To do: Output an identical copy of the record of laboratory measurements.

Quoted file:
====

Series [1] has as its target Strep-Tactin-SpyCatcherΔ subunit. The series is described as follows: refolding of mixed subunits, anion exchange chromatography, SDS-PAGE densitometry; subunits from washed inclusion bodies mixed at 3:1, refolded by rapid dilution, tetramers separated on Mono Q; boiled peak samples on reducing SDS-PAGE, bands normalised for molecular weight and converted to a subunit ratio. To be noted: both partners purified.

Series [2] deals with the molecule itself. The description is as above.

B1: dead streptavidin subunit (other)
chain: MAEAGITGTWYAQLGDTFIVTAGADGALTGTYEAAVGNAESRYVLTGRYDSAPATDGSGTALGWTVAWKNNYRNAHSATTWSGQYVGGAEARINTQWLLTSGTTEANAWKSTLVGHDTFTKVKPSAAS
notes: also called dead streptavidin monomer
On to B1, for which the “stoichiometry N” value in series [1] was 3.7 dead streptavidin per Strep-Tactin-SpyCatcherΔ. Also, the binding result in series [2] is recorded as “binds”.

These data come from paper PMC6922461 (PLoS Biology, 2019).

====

Series [1] has as its target Strep-Tactin-SpyCatcherΔ subunit. The series is described as follows: refolding of mixed subunits, anion exchange chromatography, SDS-PAGE densitometry; subunits from washed inclusion bodies mixed at 3:1, refolded by rapid dilution, tetramers separated on Mono Q; boiled peak samples on reducing SDS-PAGE, bands normalised for molecular weight and converted to a subunit ratio. To be noted: both partners purified.

Series [2] deals with the molecule itself. The description is as above.

B1: dead streptavidin subunit (other)
chain: MAEAGITGTWYAQLGDTFIVTAGADGALTGTYEAAVGNAESRYVLTGRYDSAPATDGSGTALGWTVAWKNNYRNAHSATTWSGQYVGGAEARINTQWLLTSGTTEANAWKSTLVGHDTFTKVKPSAAS
notes: also called dead streptavidin monomer
On to B1, for which the “stoichiometry N” value in series [1] was 3.7 dead streptavidin per Strep-Tactin-SpyCatcherΔ. Also, the binding result in series [2] is recorded as “binds”.

These data come from paper PMC6922461 (PLoS Biology, 2019).